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How To Wait for Tasks to Complete? RRS feed

  • Question

  • In the sample below, the number of lines that end up written on the console depends almost entirely on the timing on your machine.  The reason is that the main thread exits after a hard-coded Thread.Sleep() without explicitly waiting for the queued tasks to complete their processing.

     

    Code Snippet

    static void Main()

    {

      using( var dq = new DispatcherQueue( "TEST Dispatcher Queue" ) )

      {

        var port = new Port< int >();

        var rand = new Random();

        Arbiter.Activate( dq,

          Arbiter.Receive ( true, port, item =>

            {

              Thread.Sleep( rand.Next( 500 ) );

              Console.WriteLine( "i:" + item );

            }

          )

        );

        for( int i = 1; i <= 200; ++i )

          port.Post( i );

      }

     

      // hack: wait for CCR tasks to complete

      Thread.Sleep( 1000 );

      //Console.ReadLine();

    }

     

    So, how does one wait for all tasks to complete, in a generic sense?  Obviously, we could complicate this further by adding a new message type to the end of the queue that would then respond by setting a wait event, or something of that nature.  However, circumstances are not guaranteed that the terminal message posted would be in fact the last message (e.g., in cases that a work item queues up additional work items).  Further, there is no guarantee of ordered processing of posted messages, that I am aware of yet.

     

    It seems there should be a built-in method available on a DispatcherQueue to determine if all requests have been satisfied.  Obviously there could be things queued up in a Port or by a slowly executing Arbiter, but it seems either respective methods could be added where appropriate or validation code added once the wait method returns sucessfully.

     

    I know CCR is all about removing Wait functions, but this is one of those special cases where a Wait function is required and (I believe) should be supplied by the CCR itself.

     

    -Jonathan

    Wednesday, November 19, 2008 1:23 AM

Answers

  • Here are two simple solutions to make an asynchronous CCR task callable as a synchronous method. Both assume that you have a concept of being done. As George already said, use a completion port to signal when you are done with a sub task. The initiating task can then signal its own completion when all subtasks are done (and so forth ...)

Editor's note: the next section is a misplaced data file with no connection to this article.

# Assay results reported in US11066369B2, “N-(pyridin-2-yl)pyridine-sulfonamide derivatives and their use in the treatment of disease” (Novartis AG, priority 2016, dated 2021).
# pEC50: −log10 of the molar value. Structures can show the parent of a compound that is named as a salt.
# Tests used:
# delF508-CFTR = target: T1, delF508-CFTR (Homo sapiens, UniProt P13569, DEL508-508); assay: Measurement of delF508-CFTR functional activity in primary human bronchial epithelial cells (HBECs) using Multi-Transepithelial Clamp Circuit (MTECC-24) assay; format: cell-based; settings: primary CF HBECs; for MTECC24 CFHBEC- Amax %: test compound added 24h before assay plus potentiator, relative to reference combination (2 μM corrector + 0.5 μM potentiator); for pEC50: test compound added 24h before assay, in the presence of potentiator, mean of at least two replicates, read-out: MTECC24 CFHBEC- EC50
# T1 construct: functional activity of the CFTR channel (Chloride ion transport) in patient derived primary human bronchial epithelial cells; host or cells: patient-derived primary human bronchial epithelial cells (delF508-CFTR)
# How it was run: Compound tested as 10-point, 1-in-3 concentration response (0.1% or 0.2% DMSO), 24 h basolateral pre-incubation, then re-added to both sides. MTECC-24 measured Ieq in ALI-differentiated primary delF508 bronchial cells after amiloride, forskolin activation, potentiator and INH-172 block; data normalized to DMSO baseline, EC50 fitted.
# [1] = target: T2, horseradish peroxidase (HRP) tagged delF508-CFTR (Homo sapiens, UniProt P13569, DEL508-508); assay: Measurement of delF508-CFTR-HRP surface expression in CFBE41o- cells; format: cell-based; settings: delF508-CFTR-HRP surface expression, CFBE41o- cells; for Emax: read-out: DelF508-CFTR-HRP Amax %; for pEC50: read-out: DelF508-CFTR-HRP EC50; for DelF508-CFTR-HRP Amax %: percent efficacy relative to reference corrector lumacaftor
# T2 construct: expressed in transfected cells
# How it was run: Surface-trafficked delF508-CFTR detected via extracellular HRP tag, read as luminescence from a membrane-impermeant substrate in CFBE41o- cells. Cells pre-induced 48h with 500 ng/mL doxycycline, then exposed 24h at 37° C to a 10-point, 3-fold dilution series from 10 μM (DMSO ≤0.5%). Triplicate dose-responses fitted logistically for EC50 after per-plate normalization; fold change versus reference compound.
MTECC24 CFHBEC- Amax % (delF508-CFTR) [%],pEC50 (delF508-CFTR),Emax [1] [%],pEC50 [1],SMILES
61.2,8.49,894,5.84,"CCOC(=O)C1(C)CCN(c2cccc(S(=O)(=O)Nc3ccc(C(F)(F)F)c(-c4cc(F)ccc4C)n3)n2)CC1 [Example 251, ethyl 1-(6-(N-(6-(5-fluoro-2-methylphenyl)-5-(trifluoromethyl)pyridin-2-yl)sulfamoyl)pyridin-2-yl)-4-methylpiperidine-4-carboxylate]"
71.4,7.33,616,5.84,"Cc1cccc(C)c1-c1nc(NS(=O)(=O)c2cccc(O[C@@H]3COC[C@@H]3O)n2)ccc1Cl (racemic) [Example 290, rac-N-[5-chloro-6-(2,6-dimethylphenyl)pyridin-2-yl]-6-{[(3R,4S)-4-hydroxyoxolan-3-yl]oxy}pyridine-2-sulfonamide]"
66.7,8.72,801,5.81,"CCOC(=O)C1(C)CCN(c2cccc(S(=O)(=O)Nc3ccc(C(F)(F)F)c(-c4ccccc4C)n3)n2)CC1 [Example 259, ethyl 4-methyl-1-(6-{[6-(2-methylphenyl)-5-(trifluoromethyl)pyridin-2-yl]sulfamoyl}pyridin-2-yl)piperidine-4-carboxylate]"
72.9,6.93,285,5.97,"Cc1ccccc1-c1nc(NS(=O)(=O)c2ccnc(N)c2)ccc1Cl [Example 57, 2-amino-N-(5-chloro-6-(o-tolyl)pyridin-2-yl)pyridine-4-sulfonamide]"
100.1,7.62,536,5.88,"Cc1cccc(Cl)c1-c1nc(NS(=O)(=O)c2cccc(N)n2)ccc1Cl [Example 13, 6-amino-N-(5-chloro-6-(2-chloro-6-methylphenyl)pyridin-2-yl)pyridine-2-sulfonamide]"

1) This addresses the issue that a console application exits before your CCR tasks are done. In the original post that happens because you use the default dispatcher which uses threadpool threads. These threads are background threads and thus exit when the main thread exits. You can avoid this by using an explicit dispatcher.

        var dispatcher = new Dispatcher();
        var queue = new DispatcherQueue("queue", dispatcher);

    Now the main thread will not exit. In order to exit the application call

        dispatcher.Dispose();

    when you are done. This is a quick and dirty approach (i.e. do not use it!). I recommend using the following approach.

    2) This is useful when integrating CCR into existing synchronous application frameworks. When a synchronous method is called, it spawns a CCR task. The method can only return when the CCR task completes. We assume that the CCR task signals its completion one a port.

    public void SyncTask()
    {
        
    var done = new ManualResetEvent(false);
        
    Exception e = null;

        
    Arbiter.Activate(queue,
            
    Arbiter.Choice(
                AsyncTask(), // start the async task
                success => done.Set(),
                exception =>
                {
                    e = exception;
                    done.Set();
                }
            )
        );

        done.WaitOne(); // this blocks! the calling thread until the ccr task is complete

        
    if (e != null)
        {
            
    throw e;
        }
    }

    private SuccessFailurePort AsyncTask()
    {
        
    var resultPort = new SuccessFailurePort();

        
    // this is async (e.g. spawn iterator, send request etc)
            
    // when complete send message
            
    resultPort.Post(SuccessResult.Instance);
        
    // end of async